Managing Complaints

Jon Wigmore Head of Complaints Resolution & Litigation Guy’s and St Thomas’ NHS Foundation Trust

Guy’s Hospital
  • Foundation Trust since 2004
  • 900 year history
  • Three hospitals on two separate sites
  • 750,000 patient contacts per year
  • Annual Budget approx. £700m
  • 9,000 staff
Categories of Complaints at Guys

Complaints hurt

“It’s my belief we developed language because of our deep inner need to complain”. Lily Tomlin

“He who avoids complaint invites happiness”. Abu Bakr

“The usual fortune of complaint is to excite contempt more than pity”. Samuel Johnson

Improving services

Are we doing what we say we are doing?

Improve individual practice, systems, services, environment – Most complainants say they want this

Key area for inspection & audit

External Monitoring

  • Standards for Better Health
  • NHS Litigation Authority
  • Healthcare Commission, Ombudsman
  • Impact on GMC, NMC and legal processes
  • Department of Health
  • Monitor

Why complain?

  • To understand what happened
  • Accountability
  • To help others
  • For us to fix things
  • Control vs powerlessness
  • ‘Resolution’

Complaint triggers

  • Attitude
  • Communication
  • Worried about vulnerable person (carers)
  • Lack of ‘join’
  • Media reportage

What you get from complaining

  • Written explanation
  • Fixes
  • Undertakings
  • Action plans
  • Meetings
  • ‘Resolution’
Satisfaction with the outcome of complaint
Reasons for not Complaining

Reasons for dissatisfaction

  • NHS account does not resemble experience
  • Questions not answered
  • Complaint handling has amplified anger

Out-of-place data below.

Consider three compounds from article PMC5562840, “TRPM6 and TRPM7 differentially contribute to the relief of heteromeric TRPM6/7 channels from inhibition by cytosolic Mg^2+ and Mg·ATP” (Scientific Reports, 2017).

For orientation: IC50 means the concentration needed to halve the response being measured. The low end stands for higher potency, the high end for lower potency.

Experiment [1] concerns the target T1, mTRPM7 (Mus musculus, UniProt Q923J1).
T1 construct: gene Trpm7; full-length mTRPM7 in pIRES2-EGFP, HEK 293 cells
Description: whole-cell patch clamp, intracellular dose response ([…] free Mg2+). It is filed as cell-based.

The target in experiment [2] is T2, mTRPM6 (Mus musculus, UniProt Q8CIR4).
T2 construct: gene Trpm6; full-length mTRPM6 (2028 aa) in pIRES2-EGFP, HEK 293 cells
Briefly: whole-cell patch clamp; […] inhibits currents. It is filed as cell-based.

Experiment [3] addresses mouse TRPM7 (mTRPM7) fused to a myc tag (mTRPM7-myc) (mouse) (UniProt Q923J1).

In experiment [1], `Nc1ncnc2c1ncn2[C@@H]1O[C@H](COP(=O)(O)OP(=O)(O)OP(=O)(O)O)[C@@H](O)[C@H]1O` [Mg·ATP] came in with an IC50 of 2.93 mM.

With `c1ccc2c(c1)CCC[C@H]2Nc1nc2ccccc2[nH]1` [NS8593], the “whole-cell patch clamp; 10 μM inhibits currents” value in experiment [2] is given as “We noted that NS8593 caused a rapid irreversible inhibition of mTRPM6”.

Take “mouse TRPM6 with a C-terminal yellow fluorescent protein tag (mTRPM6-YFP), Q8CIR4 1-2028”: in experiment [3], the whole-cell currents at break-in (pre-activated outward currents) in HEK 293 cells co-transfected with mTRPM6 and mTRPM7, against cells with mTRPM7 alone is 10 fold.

• Defensive attitudes
  • No sense that anything has changed


17,000 NHS staff lost Sept 2005-6 (ICHSC)

34,250 junior doctors are chasing 18,500 UK posts

59,000 physical assaults on NHS staff in 2005-06 (UNISON)

8,500 public sector targets since 1998


How learning is lost

  • The complaint (not the service failure) becomes the issue
  • Service-led thinking
  • Protective approach to staff
  • ‘Ownership’
  • Turnover

How learning occurs

  • Experience
  • Reflection
  • Investigation, audit
  • Teamwork
  • Training & education
  • Leadership

Clinical Governance

A framework through which NHS organisations are accountable for continuously improving the quality of their services and safeguarding high standards of care by creating an environment in which excellence in clinical care will flourish.’

Successful approaches

  • Be open, early on
  • Give weight to the complainant’s evidence
  • Take on board patient’s total experience
  • Involve the complainant in implementation

Complaints handling

Knowing the name of the person dealing with the complaint

Active contact & engagement

Checking understanding of issues / desired outcomes

Trying again

Horses for courses:

  • Fixes
  • Information, understanding
  • Face to face and/or written answers
  • Vindication, retraction, apologies
  • Commemoration
  • Collaboration

Case study:


Ward environment in children’s hospital, age mix and bed management inappropriate. Limited parents’ facilities – kitchen, toilets, bathroom. Children screaming – no rest for parents or children. East Grinstead Hospital invites parents in pre-admission


Busy 42 bed medical / surgical ward, Maximising bed usage means patients and carers can be inconvenienced, ‘We are sorry if you found the facilities unsatisfactory’, ‘We hope you will raise issues at the time next time’


Notification of HCC review. In the meantime, the Children’s Hospital improved parents’ facilities & information and put into practice the visiting suggestion. The complainant was invited back to see the improvements and to see how her aim of improving the service had been realised. She then asked HCC to close the case

A duty to collaborate

  • Give weight to the complainant’s evidence
  • Try and understand what people want
  • Keep people informed
  • Involve people in implementation

Jon Wigmore